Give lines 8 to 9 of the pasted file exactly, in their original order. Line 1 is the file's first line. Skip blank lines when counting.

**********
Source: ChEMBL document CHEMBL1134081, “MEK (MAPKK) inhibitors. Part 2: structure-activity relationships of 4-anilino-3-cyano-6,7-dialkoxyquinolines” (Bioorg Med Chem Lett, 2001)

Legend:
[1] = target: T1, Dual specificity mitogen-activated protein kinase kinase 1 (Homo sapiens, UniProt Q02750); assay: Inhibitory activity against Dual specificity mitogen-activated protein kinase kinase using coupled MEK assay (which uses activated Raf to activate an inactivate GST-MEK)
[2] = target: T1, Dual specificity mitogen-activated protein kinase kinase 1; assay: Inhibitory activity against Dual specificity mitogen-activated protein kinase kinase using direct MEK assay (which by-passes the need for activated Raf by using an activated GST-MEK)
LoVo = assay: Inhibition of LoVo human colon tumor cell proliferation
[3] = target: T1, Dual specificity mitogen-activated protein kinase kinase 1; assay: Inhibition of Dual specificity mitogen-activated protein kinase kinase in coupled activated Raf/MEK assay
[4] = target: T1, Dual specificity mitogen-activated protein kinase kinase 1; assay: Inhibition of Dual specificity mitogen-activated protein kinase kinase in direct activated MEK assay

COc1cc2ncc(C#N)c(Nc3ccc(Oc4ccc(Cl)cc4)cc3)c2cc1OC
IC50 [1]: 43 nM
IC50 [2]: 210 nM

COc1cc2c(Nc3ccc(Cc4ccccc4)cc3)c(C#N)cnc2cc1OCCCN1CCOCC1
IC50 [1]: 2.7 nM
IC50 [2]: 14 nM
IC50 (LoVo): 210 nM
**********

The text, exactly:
COc1cc2ncc(C#N)c(Nc3ccc(Oc4ccc(Cl)cc4)cc3)c2cc1OC
IC50 [1]: 43 nM